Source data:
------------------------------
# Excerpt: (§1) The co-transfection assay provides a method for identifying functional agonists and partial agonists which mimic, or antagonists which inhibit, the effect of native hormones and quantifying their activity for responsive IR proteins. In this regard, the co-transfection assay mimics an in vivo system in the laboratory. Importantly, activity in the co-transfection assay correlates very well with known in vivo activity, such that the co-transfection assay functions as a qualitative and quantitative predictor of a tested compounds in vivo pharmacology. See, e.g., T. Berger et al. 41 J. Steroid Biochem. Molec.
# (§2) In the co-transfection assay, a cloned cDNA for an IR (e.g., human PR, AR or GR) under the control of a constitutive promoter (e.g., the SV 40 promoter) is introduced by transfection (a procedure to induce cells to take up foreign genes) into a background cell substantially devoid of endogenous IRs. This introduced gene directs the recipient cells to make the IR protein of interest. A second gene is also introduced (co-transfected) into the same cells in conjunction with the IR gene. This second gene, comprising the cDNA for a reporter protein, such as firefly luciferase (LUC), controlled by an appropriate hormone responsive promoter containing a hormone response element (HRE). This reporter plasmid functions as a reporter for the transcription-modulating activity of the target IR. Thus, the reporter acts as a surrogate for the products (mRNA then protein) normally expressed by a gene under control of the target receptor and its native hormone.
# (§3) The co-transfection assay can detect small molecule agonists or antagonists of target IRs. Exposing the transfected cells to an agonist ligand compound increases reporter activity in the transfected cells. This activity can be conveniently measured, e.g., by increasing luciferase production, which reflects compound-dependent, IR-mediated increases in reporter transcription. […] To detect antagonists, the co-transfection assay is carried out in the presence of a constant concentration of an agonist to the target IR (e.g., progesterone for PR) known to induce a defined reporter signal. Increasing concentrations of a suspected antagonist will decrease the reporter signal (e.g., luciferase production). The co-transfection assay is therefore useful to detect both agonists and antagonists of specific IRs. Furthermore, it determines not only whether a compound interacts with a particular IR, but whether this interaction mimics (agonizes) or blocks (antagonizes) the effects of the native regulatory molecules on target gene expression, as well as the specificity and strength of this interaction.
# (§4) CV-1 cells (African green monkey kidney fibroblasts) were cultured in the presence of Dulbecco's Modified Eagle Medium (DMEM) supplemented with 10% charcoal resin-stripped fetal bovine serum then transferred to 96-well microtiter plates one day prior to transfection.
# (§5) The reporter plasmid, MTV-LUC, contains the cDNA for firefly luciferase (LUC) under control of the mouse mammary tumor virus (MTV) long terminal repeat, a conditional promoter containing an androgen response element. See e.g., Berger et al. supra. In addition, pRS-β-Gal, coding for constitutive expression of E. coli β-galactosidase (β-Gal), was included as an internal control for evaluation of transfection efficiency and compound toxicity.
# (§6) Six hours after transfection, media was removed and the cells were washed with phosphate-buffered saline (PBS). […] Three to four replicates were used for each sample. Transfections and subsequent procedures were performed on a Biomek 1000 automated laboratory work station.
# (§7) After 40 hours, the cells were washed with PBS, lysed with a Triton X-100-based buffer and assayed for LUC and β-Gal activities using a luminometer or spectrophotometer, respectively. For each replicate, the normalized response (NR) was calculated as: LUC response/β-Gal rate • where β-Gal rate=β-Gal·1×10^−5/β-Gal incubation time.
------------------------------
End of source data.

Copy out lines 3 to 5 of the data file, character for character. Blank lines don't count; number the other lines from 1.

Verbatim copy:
# (§3) The co-transfection assay can detect small molecule agonists or antagonists of target IRs. Exposing the transfected cells to an agonist ligand compound increases reporter activity in the transfected cells. This activity can be conveniently measured, e.g., by increasing luciferase production, which reflects compound-dependent, IR-mediated increases in reporter transcription. […] To detect antagonists, the co-transfection assay is carried out in the presence of a constant concentration of an agonist to the target IR (e.g., progesterone for PR) known to induce a defined reporter signal. Increasing concentrations of a suspected antagonist will decrease the reporter signal (e.g., luciferase production). The co-transfection assay is therefore useful to detect both agonists and antagonists of specific IRs. Furthermore, it determines not only whether a compound interacts with a particular IR, but whether this interaction mimics (agonizes) or blocks (antagonizes) the effects of the native regulatory molecules on target gene expression, as well as the specificity and strength of this interaction.
# (§4) CV-1 cells (African green monkey kidney fibroblasts) were cultured in the presence of Dulbecco's Modified Eagle Medium (DMEM) supplemented with 10% charcoal resin-stripped fetal bovine serum then transferred to 96-well microtiter plates one day prior to transfection.
# (§5) The reporter plasmid, MTV-LUC, contains the cDNA for firefly luciferase (LUC) under control of the mouse mammary tumor virus (MTV) long terminal repeat, a conditional promoter containing an androgen response element. See e.g., Berger et al. supra. In addition, pRS-β-Gal, coding for constitutive expression of E. coli β-galactosidase (β-Gal), was included as an internal control for evaluation of transfection efficiency and compound toxicity.